No matter how safe, painless and easy dental checkups have become over the past few decades, there's still an oddly persistent belief that they're something to be afraid of. In truth, this couldn't be more wrong. Not only is the process of a dental checkup pretty simple and non-invasive in and of itself, it's also performed by a professional who has an incredible amount of training, both academic and practical, before they are permitted to treat you. As such, you're in really safe hands. Here's exactly what a dentist had to do in order to qualify.
As with any other branch of medicine, dentistry is a very competitive field of study. Candidates must not only achieve great results pre-university, but they must also pass the UMAT before they can even apply. UMAT stands for Undergraduate Medicine and Health Sciences Admission Test. It is intended to ensure that every candidate who goes on to study dentistry—or any other medical program—has the personal skills to succeed. The test checks that candidates would be good at working with patients and communicating with them, both verbally and non-verbally, and checks their general problem-solving skills. As such, they have to pass a high bar even to begin to study.
Dentistry courses in Australia are five years long, covering a broad period of study. Students are taught all about oral hygiene and health, including how to spot and treat a wide variety of oral illnesses of varying severity. Right from the beginning, they must practice this knowledge practically in clinical training as well as learning the theory. This ensures that all candidates don't just understand oral health from the pages of a book, but actually know how to apply it to real patients. This continues throughout their five years on the course so that they never lose sight of exactly what they'll be doing once they're qualified.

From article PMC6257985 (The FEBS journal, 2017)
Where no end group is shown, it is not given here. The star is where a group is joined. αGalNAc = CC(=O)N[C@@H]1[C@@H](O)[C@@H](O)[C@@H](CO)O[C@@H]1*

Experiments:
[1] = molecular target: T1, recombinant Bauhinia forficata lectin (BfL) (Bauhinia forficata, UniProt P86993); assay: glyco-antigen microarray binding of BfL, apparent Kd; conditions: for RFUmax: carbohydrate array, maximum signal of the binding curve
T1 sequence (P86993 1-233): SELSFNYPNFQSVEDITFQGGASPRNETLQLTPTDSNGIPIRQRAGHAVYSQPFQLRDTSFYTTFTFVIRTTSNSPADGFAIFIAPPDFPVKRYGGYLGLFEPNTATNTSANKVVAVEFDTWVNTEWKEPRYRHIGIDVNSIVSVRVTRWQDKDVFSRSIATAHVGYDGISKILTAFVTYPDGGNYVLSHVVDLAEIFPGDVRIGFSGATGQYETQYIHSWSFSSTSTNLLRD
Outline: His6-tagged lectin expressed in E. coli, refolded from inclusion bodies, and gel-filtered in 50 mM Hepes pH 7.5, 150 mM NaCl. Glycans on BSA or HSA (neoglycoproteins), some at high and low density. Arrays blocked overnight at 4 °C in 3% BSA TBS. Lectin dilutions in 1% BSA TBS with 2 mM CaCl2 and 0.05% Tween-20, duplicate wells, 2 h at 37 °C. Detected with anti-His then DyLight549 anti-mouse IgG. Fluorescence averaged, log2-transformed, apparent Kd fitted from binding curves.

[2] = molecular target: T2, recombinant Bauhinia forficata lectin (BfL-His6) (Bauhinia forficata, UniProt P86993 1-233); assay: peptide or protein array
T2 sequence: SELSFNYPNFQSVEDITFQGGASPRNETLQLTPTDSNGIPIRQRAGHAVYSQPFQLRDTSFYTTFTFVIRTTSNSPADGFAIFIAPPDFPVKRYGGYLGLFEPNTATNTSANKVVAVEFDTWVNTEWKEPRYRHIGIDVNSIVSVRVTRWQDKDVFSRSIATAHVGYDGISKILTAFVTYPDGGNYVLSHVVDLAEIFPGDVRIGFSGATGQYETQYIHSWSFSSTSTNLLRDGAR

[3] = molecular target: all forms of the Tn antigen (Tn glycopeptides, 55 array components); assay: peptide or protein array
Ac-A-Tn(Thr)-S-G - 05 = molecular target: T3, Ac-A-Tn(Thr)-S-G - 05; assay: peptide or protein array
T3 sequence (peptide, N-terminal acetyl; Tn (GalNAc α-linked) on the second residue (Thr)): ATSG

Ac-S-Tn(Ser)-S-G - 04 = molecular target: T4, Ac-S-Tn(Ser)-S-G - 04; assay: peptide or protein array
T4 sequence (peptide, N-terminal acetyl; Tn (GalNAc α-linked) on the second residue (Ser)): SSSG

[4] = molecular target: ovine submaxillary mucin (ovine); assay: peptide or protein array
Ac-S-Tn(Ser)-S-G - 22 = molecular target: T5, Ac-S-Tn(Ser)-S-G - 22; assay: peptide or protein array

Once formally qualified following their graduation, dentists must register themselves with the DBA (Dental Board of Australia). This registration must be renewed every year. The board requires that practising dentists operate to a high standard, respect patient confidentiality, and conduct themselves in a professional manner. It also asks that they continue to develop as professionals, ensuring that they can't ignore new advancements in dental knowledge or get 'out of the loop'.
In short, by the time you're sitting in the dentist's chair waiting for your bi-annual checkup, your dentist has jumped through more than enough hoops to prove that he or she is good and safe to work with you. Let that reassure you, and get that next appointment booked!